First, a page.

I think what you're looking for is Bezier Curves. I'm not exactly sure about how your game does what it needs to do (or what you intend to do with the tiles), but if you have points (tile coordinates) and you want a smooth transition between them, Bezier Curves will give that to you as a path. The rest is just animation and moving the character model along the path.

If you implement it right, you would get something like this: enter image description here

More info on the math involved and also some code.

Most likely path to be generated in this particular case: enter image description here

  • \$\begingroup\$ I thought about this too but the problem is that the character's visual representation could be annoyingly far away from its actual position. (Which is bad for example when the player wants to dodge projectiles) \$\endgroup\$ – Tudvari Jan 30 '17 at 15:29
  • \$\begingroup\$ You could just interrupt movement if a new order is given, so if you're using mouse to direct the character and you have a pathfinding algorithm, you can re-calculate every frame (or every few frames for performance reasons if necessary). It would just mean interrupting the characters path, then making a new path. Of course, you'd need to handle continuous animation (something like, start animation on mousedown, stop animation when the character stops moving). Also, the positioning is really down to how much weight you're giving each dot on the curve, see the bottom part of the second link. \$\endgroup\$ – John Hamilton Jan 30 '17 at 15:40
  • \$\begingroup\$ Yes, but visually approximating the path could be misleading. I could set the weights to lower the chance of highly misinformating graphical position, but that wouldn't be enough. It would be really frustrating for the player for example if he wants to dodge a trap, and visually he indeed dodges it, but its real position triggers the trap. \$\endgroup\$ – Tudvari Jan 30 '17 at 16:09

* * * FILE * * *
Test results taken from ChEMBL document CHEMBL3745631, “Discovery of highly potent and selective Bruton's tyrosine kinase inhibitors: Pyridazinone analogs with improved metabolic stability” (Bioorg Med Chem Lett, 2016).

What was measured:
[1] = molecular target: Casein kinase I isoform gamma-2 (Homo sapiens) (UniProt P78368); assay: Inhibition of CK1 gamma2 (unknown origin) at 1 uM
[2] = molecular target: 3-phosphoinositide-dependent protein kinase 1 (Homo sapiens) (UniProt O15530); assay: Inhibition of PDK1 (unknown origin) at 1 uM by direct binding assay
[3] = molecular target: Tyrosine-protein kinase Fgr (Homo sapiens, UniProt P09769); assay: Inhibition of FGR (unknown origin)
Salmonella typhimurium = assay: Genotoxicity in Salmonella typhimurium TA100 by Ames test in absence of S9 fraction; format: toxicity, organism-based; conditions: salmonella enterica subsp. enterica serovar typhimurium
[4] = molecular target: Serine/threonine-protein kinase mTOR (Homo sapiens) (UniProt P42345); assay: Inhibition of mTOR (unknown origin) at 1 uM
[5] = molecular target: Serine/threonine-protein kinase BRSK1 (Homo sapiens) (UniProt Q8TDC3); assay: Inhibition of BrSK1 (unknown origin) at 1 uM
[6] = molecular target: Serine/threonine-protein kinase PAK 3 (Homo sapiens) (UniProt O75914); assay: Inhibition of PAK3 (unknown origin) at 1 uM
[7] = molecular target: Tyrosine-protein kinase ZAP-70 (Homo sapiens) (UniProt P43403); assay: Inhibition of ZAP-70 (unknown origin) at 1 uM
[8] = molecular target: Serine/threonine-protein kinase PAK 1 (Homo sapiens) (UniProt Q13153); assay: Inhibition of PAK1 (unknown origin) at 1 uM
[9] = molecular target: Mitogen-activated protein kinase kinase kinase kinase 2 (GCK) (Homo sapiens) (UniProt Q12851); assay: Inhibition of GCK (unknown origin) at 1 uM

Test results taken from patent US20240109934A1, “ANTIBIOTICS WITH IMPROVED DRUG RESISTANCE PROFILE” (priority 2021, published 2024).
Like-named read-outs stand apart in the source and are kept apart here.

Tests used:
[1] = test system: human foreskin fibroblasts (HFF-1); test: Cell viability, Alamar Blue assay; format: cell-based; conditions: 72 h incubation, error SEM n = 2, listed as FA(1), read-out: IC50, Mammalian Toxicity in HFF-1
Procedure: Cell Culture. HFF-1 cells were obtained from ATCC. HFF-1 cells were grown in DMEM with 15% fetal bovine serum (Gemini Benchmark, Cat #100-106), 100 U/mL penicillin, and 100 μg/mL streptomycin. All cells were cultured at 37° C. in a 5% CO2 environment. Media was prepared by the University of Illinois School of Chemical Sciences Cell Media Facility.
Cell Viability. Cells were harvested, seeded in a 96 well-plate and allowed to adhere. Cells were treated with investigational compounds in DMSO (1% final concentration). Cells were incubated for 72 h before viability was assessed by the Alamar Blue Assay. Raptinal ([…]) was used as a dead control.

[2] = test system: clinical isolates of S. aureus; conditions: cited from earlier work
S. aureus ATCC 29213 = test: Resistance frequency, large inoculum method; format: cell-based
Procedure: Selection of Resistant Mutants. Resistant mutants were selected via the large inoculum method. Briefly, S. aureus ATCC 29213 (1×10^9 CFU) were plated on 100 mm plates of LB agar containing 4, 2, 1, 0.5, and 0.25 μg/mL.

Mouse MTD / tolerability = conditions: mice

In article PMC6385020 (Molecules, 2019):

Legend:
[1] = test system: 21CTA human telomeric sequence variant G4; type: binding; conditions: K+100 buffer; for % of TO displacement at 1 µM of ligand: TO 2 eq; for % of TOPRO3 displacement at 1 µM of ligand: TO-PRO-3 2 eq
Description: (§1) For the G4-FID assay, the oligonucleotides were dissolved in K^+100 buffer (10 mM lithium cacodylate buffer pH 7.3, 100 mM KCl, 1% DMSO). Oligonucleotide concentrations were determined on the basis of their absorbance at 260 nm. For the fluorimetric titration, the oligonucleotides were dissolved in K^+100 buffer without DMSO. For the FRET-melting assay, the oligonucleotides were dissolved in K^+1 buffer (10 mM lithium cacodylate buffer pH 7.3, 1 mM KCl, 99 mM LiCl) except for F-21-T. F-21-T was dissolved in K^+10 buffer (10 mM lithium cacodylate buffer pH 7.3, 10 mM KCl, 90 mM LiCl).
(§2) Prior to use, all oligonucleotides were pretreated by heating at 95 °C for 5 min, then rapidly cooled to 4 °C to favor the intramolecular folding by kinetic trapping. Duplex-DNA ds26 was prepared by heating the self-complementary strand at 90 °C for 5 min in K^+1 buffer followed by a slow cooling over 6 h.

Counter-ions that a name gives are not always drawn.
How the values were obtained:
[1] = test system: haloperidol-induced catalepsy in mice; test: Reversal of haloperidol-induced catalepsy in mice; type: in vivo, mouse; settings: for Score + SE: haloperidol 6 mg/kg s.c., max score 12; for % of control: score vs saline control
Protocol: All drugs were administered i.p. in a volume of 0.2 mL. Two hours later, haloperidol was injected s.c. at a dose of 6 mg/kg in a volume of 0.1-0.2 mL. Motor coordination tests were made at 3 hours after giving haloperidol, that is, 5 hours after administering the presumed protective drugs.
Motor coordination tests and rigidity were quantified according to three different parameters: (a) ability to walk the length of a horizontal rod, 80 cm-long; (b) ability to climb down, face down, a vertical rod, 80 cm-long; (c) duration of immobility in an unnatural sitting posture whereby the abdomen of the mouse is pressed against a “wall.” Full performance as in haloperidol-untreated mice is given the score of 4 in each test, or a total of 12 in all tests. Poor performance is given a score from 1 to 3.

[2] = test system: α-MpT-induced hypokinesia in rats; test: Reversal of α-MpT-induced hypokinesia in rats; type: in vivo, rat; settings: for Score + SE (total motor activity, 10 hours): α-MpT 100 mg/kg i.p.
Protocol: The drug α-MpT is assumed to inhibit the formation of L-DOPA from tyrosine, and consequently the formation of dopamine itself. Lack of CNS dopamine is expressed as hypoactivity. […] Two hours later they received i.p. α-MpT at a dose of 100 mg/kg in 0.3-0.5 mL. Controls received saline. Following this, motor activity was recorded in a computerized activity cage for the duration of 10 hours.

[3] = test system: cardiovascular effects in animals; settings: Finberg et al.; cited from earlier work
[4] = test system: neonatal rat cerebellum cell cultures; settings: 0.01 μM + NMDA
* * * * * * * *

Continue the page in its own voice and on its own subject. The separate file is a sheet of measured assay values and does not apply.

• \$\begingroup\$ With tiles that big, the player character won't be so off-base. I've added another picture to show the most likely curve that path will take. You could also just make a bezier curve every 3 tiles so that it never goes so off base that it'll be misleading. \$\endgroup\$ – John Hamilton Jan 30 '17 at 16:14
  • \$\begingroup\$ Oh, you misunderstood me. Yes, this would make the path smoother, but I didn't mean this by "smoothen". What I meant: In this example, the character could just straightly go to its target position (in a straight line) but he can't because the grid only lets K * 45 degree directions. (8 directions) \$\endgroup\$ – Tudvari Jan 30 '17 at 16:21

In the image given, it looks like you can move in a straight line: just find the line between the two points and move along that. That would mean that the position couldn't just be 0,1,2..., but it would have to be interpolated in between.

  • \$\begingroup\$ Currently it interpolates between the tiles found by the algorhytm. But if I just interpolate between the start and the end point, then what's the point of the node based path-finding? \$\endgroup\$ – Tudvari Jan 29 '17 at 22:53
  • \$\begingroup\$ Ok, so there are multiple "solutions" here. One is, as you already suggested, making the tiles smaller, although they would have to be really tiny for the path to appear straight. Another "solution" is to abandon tiles altogether. Tile based games have kinda gone out of fashion. One thing I would try is to make your algorithm prefer changing direction more often. In your image, the path goes down a bunch, then diagonal a bunch. It might look straighter if it went down-diagonal-down-diagonal. \$\endgroup\$ – user1152717 Jan 30 '17 at 4:46